A shared army past and a shared ideal of serving their country bring four friends together. They go on to serve in the OMON, the Russian Special Police Squad, leading honest lives in the turbulent present, and dreaming of a better future. The young tend to be idealistic. The protagonist (Alexey Mantsigyn) thinks: "I am the sovereign's watchdog, I will tear anyone to pieces with my teeth, there is power and fury in me, honesty in my eyes, and my friends are by my side." He walks up to the mirror but instead of his eyes he sees empty sockets, deadly anguish instead of love, and his own betrayal multiplied by four instead of his friends. Fate comes in the shape of a femme fatale (Vilma Kutavichute), leaving them no chance. Or almost none. In a small two-door car, wounded, with broken joints, barely alive, the four friends make their way around their town or their own dream. With nothing but a prayer to keep them going. Amid the white Russian snow.Written by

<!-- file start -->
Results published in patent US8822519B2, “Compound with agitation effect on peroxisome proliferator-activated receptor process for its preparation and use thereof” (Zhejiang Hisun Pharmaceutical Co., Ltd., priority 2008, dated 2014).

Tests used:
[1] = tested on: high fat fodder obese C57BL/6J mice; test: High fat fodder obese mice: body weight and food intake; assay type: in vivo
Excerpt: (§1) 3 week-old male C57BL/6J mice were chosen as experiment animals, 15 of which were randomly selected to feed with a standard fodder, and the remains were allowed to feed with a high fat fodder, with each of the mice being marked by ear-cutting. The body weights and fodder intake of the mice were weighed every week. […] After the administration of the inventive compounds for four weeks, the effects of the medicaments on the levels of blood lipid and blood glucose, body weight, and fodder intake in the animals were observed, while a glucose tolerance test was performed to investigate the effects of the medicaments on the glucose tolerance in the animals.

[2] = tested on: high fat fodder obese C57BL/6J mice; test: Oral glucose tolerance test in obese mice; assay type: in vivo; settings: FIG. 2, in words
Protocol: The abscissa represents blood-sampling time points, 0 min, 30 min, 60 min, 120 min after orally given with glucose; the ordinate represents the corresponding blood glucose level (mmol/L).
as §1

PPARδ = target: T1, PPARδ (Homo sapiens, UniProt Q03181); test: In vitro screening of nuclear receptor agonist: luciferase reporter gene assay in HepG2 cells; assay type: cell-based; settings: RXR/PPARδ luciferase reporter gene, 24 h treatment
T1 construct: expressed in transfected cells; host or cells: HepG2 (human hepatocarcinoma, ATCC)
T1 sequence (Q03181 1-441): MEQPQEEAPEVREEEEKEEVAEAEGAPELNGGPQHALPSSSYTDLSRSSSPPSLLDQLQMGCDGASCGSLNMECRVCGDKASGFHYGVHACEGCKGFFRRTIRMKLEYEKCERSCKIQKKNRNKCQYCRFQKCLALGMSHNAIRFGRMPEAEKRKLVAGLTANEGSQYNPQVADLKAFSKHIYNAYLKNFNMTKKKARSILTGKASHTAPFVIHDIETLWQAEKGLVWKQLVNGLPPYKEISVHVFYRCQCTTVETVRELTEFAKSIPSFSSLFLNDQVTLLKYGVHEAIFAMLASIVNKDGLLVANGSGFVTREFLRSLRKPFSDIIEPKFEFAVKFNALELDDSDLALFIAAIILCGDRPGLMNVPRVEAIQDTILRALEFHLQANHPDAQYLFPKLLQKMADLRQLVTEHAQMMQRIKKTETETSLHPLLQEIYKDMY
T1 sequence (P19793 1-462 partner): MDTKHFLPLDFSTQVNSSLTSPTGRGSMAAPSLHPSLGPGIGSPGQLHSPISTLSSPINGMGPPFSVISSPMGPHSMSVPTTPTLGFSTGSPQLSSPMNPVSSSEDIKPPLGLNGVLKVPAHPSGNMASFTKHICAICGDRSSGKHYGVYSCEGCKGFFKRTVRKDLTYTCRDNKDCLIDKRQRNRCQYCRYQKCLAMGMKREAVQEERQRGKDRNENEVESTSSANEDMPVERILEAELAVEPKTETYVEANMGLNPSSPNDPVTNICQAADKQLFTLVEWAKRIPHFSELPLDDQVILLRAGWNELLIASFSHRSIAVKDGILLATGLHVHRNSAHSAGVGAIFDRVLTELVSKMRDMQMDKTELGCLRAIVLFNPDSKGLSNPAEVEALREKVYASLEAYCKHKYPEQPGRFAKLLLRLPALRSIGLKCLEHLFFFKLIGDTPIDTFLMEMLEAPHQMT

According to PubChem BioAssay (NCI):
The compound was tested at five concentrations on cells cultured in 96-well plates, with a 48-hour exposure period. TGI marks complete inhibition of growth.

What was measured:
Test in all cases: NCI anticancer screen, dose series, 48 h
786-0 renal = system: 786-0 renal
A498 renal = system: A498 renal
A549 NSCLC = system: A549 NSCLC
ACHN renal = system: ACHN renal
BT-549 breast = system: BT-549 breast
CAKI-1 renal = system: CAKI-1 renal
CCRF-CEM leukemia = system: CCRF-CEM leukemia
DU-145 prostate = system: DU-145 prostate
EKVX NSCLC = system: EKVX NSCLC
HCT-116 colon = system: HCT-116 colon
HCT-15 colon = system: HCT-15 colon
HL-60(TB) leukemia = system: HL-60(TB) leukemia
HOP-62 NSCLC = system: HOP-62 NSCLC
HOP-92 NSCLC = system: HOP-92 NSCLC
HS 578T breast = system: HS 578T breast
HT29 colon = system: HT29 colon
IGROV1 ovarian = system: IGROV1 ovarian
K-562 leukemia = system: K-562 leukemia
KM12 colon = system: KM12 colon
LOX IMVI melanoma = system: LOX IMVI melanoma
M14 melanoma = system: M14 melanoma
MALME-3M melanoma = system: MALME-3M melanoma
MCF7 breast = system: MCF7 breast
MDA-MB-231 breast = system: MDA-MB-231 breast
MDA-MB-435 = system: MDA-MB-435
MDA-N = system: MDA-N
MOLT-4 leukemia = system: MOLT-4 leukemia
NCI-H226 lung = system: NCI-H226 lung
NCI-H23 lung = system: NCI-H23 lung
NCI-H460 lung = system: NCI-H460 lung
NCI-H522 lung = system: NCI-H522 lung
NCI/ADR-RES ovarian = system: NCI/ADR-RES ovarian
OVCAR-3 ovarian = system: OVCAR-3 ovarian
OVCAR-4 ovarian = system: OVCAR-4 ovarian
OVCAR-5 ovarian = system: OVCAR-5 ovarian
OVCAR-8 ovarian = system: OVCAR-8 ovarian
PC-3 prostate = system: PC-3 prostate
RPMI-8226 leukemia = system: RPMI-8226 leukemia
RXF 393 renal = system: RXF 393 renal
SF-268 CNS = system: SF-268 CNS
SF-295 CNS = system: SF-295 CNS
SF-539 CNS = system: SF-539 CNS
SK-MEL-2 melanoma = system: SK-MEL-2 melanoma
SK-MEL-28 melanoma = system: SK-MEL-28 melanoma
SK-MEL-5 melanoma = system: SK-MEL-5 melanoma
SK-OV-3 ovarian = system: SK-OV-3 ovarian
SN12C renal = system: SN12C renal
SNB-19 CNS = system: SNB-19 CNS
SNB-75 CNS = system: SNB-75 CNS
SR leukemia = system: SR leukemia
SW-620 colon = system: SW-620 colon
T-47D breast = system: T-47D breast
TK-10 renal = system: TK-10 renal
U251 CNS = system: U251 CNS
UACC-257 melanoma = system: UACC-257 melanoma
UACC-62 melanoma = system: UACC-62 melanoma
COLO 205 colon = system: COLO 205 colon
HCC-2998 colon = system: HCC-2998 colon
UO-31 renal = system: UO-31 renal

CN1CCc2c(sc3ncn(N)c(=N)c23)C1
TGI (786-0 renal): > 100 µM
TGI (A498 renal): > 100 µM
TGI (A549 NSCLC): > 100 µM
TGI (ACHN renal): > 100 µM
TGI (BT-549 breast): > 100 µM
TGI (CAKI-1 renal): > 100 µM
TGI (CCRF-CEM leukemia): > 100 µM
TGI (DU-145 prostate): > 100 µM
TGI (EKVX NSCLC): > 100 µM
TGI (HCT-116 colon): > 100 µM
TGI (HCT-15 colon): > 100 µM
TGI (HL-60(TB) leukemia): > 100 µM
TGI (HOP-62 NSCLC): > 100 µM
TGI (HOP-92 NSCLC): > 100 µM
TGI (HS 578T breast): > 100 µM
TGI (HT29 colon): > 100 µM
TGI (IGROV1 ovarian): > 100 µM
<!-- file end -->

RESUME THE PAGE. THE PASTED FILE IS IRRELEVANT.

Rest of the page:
Aglaya and Herman meet in a Russian nightclub and soon dream of running away together. Each of them has significant baggage however. Herman is in a police unit that is more like a band of lightly disciplined goons. At night little changes except for clothes, for he and his former military buddies continue to roam the streets getting in fights just like they do during the day. In Aglaya's case, she happens to be a jealous mob boss' girlfriend. Aglaya and Herman attempt to break loose from their distressing and forlorn situations. The film offers an intriguing glimpse into Russia on the eve of the 21st century, yet it relies too much on action and fight scenes at the expense of depth, the couple's chemistry, cinematography and dialogue. Seen at the 2013 Toronto International Film Festival.
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